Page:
Under a Sardinian Sky, page 1
SARA ALEXANDER attended Hampstead School, went on to graduate from the University of Bristol, with a BA hons in Theatre, Film & TV. She followed on to complete her postgraduate diploma in acting from Drama Studio London. She has worked extensively in the theatre, film and television industries, including roles in much loved productions such as Harry Potter and the Deathly Hallows, Doctor Who, and Franco Zeffirelli’s Sparrow. She is based in London.
For Pietruccia and Carmela,
wheresoever they dance
About the Author
In Zia Piera’s wardrobe I can find anything from a fluorescent paisley dressing gown from 1963 to a pair of dejected Baghdad trousers with a jarring 1980s print. Hipsters would salivate over the latter. I’ve never grasped the concept of ironic dressing. I’m not a girl who could spend a day with that geometric noise on me. I like the anonymity of my half-dozen washed-out T-shirts and two pairs of jeans. It makes packing for my travel writing a swift affair so I can use my time for more fulfilling tasks like eating food I don’t recognize and can’t pronounce or sniffing out the local inebriation haunts in whichever nook of the globe my work has zapped me to.
I catch my reflection in the mirror on the inside of the wardrobe door as I open it. My body is straight as a board. My head is topped with a mass of rebellious black curls perched above a “thinker’s” nose, as my uncle calls it, with little to ogle at in between. The mirror and I are fair-weather friends. My ancestral line suggests a predisposition to ample bosoms, a pert ass, irresistible olive skin, and those gooey chocolate eyes guys fall into, just like any prime example of a Sardinian female. My sister, not I, received such gifts at birth.
I’m inept at ironing, blow drying, and nail painting. I don’t lick my floors clean, wipe the sink with bleach after use, or stash half a pharmacy of feminine hygiene washes. I escaped those Italian manias. Doesn’t mean I can’t cook the best gnocchetti I’ve ever tasted, roast a suckling pig to perfection, and tell you the year any particular Cannonau red wine was barreled—just by the smell. I also give up very, very rarely, on anything. Ever. This alone proves I am not, in fact, adopted.
I peel off Zia Piera’s tailored jacket, which, out of respect for my mother, I had borrowed for the service this morning to disguise myself as a bona fide Italian grown-up. I reach inside the wardrobe for a hanger. The five decades of hoarding clothes means there are suitable outfits for all occasions—whether it’s a solemn day, like today, or a frivolous night at my best friend’s house when she’s ordered me to play a Russian duchess, complete with mink stole and sequins, at one of her murder mystery parties with her Shoreditch actor mates. I prefer necking espressos and whiskey, just the two of us, but her thespy darlings are good company when all is said and done, even if they spend too much time arguing over which locally brewed botanical spirit deserves supreme worship. I fit the jacket around the hanger and squeeze it into a narrow space on the burdened rack. Then I grab my tobacco out of my pocket and walk into my parents’ spare room, slumping onto the bed to roll up.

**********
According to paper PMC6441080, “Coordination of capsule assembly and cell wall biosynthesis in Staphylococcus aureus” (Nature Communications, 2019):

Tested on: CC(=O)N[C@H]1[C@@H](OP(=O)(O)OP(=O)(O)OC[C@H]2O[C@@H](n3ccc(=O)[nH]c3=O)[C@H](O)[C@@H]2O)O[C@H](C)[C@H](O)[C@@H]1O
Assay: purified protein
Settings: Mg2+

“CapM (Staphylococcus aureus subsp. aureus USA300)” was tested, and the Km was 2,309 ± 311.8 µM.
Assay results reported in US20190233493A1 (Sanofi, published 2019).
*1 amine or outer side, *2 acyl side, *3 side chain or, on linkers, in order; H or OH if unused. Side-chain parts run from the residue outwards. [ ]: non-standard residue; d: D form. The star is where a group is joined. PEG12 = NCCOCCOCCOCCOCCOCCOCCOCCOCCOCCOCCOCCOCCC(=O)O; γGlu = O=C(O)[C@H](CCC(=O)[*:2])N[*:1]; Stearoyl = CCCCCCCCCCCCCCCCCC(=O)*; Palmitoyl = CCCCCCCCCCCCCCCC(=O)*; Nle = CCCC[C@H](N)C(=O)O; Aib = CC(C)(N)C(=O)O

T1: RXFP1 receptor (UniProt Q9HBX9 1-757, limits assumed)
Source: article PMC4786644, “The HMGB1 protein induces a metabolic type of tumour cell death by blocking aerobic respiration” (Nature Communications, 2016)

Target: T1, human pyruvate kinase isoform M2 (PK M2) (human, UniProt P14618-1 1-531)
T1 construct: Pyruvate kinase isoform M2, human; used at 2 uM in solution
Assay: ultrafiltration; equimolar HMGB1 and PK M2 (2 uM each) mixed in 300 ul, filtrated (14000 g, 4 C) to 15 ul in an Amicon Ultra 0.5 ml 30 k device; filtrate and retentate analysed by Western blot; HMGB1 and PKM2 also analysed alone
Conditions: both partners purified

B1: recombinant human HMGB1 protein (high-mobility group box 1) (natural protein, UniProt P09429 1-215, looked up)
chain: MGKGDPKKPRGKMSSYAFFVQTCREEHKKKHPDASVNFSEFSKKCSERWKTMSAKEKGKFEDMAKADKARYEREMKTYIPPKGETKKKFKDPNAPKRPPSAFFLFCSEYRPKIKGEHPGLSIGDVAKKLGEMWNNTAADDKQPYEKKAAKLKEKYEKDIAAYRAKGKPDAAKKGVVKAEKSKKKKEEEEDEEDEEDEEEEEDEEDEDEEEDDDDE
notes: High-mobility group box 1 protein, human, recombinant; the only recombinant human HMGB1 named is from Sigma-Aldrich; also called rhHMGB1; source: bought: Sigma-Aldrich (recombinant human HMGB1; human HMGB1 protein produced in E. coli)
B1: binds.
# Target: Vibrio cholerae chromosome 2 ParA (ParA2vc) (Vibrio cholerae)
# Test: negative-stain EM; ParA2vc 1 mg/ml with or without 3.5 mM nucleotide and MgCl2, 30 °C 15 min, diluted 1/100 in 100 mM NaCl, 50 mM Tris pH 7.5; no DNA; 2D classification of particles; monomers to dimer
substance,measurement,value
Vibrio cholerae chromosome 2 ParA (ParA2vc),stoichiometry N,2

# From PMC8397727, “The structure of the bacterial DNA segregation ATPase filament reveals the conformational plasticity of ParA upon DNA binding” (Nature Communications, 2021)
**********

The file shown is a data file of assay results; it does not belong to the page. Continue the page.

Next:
Zia Piera’s funeral this morning has emptied my tank. My aunt died five days ago. We had all taken turns to sit by her throughout the day and evening that led to the night she passed. She was skeletal, disappearing into the bedsheets. My ten-month-old nephew had refused to settle down to sleep in the next room; my sister was over to help and looked gaunt with worry and frustration. Sometimes Zia Piera’s expression reminded me of my sister during labor. The pain, like contractions, seemed to come in waves. In between, she would settle, the thin skin on her cheeks hollowing into her face.
When my mother entered, not long before midnight, she’d taken one look at her sister and asked me to call for the doctor. I did. We’d helped Zia Piera onto a chair beside the bed when he arrived. He spoke softly, as if he was interrupting, like someone shuffling along a full row of seats in the middle of a play. “I’m going to ask you a few questions, Piera,” he’d said.
We looked at him.
“Can you tell me where it hurts?” he’d asked.
Mum and I turned back to Zia Piera.
In the second it took for us to do so, she had taken her last breath.
The doctor offered condolences. We all began talking in whispers. He started filling out forms. My mother had tapped into her nurse background and performed all the necessary procedures with clinical calm. My sister’s baby finally fell asleep, as if he had intuited the release in the room next to his. My father brought up a bottle of mirto, an aromatic elixir, which my aunt had made some months ago by soaking wild myrtle berries in aqua vitae. We toasted her carcass. That is what it seemed to me. She was somewhere else now. Not there, in that skinny frame.
My Piera had fat fingers stacked with sparkling, semipreciousgem rings that she’d bought after fierce haggling with the Senegalese beach sellers hawking the crowded Sardinian coast. My Piera wore rhinestone-encrusted sneakers and visited her sister, who now lives in my late grandmother’s house, inland of those beaches, with cases full of curry powder, dry-roasted peanuts, and pyramidal British tea bags as exotic gifts. My Piera could cook for twenty-five people with the ease another would fry an egg. She had a tongue to cut through any bullshit and a razor-sharp memory that filed every wrong, every triumph, and every little beige moment in between—from the pope’s visit to her hometown of Simius when she was three to what socks the local north London bus driver wore two weeks ago.